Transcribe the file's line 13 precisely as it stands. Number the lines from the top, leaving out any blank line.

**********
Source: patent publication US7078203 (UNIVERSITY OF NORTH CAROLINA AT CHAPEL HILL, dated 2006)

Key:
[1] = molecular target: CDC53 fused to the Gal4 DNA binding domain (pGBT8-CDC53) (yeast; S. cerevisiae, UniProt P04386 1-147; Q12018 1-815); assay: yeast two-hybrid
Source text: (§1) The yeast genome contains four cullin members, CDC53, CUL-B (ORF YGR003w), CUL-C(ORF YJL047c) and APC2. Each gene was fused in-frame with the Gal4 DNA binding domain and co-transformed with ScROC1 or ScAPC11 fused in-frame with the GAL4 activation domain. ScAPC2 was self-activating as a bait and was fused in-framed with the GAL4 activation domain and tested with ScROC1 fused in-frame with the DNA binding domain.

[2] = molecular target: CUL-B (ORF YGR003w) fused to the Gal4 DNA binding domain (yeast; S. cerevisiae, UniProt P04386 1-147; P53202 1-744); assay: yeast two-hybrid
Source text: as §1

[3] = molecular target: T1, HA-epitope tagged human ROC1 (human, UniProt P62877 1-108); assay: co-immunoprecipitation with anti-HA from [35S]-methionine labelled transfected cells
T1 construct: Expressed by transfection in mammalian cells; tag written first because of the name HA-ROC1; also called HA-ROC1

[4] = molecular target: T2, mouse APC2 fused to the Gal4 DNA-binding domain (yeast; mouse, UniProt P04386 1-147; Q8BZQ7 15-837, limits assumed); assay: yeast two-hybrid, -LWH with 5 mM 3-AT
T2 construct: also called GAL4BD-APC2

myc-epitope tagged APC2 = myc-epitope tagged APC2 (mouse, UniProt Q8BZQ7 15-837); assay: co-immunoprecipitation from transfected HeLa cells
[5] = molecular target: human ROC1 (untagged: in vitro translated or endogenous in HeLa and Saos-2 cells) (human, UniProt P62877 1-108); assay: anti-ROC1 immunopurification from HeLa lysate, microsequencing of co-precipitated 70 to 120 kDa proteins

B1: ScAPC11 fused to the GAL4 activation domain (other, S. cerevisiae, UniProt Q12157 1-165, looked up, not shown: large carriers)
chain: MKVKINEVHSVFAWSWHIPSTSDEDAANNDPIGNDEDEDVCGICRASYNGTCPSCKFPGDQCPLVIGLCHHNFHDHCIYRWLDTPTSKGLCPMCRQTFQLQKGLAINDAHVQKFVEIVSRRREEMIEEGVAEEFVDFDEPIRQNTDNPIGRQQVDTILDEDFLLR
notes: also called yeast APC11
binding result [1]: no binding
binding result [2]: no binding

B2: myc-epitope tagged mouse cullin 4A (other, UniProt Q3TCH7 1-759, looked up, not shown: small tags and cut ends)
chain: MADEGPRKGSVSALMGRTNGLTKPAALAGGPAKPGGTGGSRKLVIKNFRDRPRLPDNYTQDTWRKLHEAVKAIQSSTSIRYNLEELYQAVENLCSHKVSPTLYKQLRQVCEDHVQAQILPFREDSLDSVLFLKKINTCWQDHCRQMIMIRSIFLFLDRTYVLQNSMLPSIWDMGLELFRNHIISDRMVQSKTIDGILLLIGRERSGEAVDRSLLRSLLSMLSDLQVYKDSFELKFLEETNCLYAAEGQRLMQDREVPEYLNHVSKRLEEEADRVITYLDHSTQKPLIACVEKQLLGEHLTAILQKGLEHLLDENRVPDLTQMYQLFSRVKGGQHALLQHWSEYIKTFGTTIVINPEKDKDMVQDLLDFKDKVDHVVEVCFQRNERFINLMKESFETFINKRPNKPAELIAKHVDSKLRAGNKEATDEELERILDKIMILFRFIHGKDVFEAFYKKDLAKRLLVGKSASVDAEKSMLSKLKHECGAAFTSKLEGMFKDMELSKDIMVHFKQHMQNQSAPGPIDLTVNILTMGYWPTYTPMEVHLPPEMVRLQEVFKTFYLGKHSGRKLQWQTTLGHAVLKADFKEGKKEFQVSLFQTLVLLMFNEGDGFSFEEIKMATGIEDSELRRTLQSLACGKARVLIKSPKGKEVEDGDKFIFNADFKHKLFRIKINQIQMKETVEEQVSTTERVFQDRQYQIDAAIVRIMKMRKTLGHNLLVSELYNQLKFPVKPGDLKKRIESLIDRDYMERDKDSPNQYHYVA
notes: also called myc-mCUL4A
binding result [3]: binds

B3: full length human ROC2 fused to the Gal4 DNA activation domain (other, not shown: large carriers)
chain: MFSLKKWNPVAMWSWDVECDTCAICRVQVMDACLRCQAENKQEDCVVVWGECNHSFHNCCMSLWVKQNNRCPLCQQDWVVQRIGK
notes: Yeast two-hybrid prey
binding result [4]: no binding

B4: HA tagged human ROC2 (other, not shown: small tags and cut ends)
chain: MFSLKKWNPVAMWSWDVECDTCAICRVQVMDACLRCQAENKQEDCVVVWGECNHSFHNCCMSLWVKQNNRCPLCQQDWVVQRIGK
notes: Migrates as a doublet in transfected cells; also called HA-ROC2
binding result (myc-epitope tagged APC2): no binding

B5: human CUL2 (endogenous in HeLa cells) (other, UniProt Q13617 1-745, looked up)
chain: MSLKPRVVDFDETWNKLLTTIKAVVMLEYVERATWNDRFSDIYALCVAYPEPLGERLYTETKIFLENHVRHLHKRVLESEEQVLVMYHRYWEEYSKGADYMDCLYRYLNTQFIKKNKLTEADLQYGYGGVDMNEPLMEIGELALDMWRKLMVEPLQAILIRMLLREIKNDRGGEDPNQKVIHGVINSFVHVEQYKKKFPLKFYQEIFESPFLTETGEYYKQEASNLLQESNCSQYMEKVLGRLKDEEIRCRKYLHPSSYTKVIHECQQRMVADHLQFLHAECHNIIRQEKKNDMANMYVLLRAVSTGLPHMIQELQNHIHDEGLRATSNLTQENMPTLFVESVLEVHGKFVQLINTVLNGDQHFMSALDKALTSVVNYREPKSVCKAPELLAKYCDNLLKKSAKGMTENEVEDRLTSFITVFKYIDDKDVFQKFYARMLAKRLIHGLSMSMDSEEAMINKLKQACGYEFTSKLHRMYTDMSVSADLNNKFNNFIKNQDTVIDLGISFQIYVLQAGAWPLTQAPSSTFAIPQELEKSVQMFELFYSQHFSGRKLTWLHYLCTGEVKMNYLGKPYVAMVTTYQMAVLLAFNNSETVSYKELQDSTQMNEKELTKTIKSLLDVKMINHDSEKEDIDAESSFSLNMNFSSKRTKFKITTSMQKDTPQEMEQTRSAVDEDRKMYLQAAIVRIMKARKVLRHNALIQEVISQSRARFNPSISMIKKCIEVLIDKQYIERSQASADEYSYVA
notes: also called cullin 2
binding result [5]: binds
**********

B1: ScAPC11 fused to the GAL4 activation domain (other, S. cerevisiae, UniProt Q12157 1-165, looked up, not shown: large carriers)